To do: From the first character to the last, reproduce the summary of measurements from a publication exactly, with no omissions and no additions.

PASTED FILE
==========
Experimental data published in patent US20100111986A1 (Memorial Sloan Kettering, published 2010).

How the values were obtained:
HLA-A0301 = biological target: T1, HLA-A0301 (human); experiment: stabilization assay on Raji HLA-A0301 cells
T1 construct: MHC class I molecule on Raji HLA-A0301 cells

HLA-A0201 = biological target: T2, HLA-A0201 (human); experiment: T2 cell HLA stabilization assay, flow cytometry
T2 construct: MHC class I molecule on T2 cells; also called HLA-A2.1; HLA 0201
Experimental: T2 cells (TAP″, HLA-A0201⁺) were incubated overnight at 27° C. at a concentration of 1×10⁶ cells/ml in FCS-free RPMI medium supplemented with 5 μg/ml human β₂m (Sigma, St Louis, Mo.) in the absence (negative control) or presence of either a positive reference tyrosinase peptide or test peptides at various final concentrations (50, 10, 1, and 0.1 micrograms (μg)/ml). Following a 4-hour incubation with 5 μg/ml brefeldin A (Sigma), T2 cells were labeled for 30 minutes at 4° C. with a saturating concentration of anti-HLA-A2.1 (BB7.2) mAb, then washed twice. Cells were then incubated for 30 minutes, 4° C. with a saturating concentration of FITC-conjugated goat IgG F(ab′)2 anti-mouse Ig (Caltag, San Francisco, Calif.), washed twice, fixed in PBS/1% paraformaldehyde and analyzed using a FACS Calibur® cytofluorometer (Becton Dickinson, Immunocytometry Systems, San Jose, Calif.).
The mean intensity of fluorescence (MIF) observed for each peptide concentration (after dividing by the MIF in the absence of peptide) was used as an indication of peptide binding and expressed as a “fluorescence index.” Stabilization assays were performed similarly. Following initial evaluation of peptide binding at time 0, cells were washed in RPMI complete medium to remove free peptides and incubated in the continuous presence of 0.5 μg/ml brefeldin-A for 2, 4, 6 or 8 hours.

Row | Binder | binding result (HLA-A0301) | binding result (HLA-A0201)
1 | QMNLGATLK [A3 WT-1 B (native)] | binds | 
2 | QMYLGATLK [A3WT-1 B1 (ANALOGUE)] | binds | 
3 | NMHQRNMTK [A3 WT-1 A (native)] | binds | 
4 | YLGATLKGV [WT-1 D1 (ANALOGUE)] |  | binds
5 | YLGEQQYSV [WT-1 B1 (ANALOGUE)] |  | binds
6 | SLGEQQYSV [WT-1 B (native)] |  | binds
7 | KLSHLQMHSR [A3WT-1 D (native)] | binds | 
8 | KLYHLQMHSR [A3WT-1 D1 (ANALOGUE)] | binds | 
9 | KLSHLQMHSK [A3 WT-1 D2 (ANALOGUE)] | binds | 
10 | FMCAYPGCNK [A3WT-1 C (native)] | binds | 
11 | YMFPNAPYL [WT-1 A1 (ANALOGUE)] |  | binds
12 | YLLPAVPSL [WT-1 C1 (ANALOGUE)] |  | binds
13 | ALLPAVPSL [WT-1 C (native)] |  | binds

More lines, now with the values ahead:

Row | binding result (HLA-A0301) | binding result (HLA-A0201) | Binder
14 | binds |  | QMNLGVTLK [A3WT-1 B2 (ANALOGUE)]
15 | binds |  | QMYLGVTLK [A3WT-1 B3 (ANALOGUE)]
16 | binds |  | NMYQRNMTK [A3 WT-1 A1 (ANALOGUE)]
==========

Experimental data published in patent US20100111986A1 (Memorial Sloan Kettering, published 2010).

How the values were obtained:
HLA-A0301 = biological target: T1, HLA-A0301 (human); experiment: stabilization assay on Raji HLA-A0301 cells
T1 construct: MHC class I molecule on Raji HLA-A0301 cells

HLA-A0201 = biological target: T2, HLA-A0201 (human); experiment: T2 cell HLA stabilization assay, flow cytometry
T2 construct: MHC class I molecule on T2 cells; also called HLA-A2.1; HLA 0201
Experimental: T2 cells (TAP″, HLA-A0201⁺) were incubated overnight at 27° C. at a concentration of 1×10⁶ cells/ml in FCS-free RPMI medium supplemented with 5 μg/ml human β₂m (Sigma, St Louis, Mo.) in the absence (negative control) or presence of either a positive reference tyrosinase peptide or test peptides at various final concentrations (50, 10, 1, and 0.1 micrograms (μg)/ml). Following a 4-hour incubation with 5 μg/ml brefeldin A (Sigma), T2 cells were labeled for 30 minutes at 4° C. with a saturating concentration of anti-HLA-A2.1 (BB7.2) mAb, then washed twice. Cells were then incubated for 30 minutes, 4° C. with a saturating concentration of FITC-conjugated goat IgG F(ab′)2 anti-mouse Ig (Caltag, San Francisco, Calif.), washed twice, fixed in PBS/1% paraformaldehyde and analyzed using a FACS Calibur® cytofluorometer (Becton Dickinson, Immunocytometry Systems, San Jose, Calif.).
The mean intensity of fluorescence (MIF) observed for each peptide concentration (after dividing by the MIF in the absence of peptide) was used as an indication of peptide binding and expressed as a “fluorescence index.” Stabilization assays were performed similarly. Following initial evaluation of peptide binding at time 0, cells were washed in RPMI complete medium to remove free peptides and incubated in the continuous presence of 0.5 μg/ml brefeldin-A for 2, 4, 6 or 8 hours.

Row | Binder | binding result (HLA-A0301) | binding result (HLA-A0201)
1 | QMNLGATLK [A3 WT-1 B (native)] | binds | 
2 | QMYLGATLK [A3WT-1 B1 (ANALOGUE)] | binds | 
3 | NMHQRNMTK [A3 WT-1 A (native)] | binds | 
4 | YLGATLKGV [WT-1 D1 (ANALOGUE)] |  | binds
5 | YLGEQQYSV [WT-1 B1 (ANALOGUE)] |  | binds
6 | SLGEQQYSV [WT-1 B (native)] |  | binds
7 | KLSHLQMHSR [A3WT-1 D (native)] | binds | 
8 | KLYHLQMHSR [A3WT-1 D1 (ANALOGUE)] | binds | 
9 | KLSHLQMHSK [A3 WT-1 D2 (ANALOGUE)] | binds | 
10 | FMCAYPGCNK [A3WT-1 C (native)] | binds | 
11 | YMFPNAPYL [WT-1 A1 (ANALOGUE)] |  | binds
12 | YLLPAVPSL [WT-1 C1 (ANALOGUE)] |  | binds
13 | ALLPAVPSL [WT-1 C (native)] |  | binds

More lines, now with the values ahead:

Row | binding result (HLA-A0301) | binding result (HLA-A0201) | Binder
14 | binds |  | QMNLGVTLK [A3WT-1 B2 (ANALOGUE)]
15 | binds |  | QMYLGVTLK [A3WT-1 B3 (ANALOGUE)]
16 | binds |  | NMYQRNMTK [A3 WT-1 A1 (ANALOGUE)]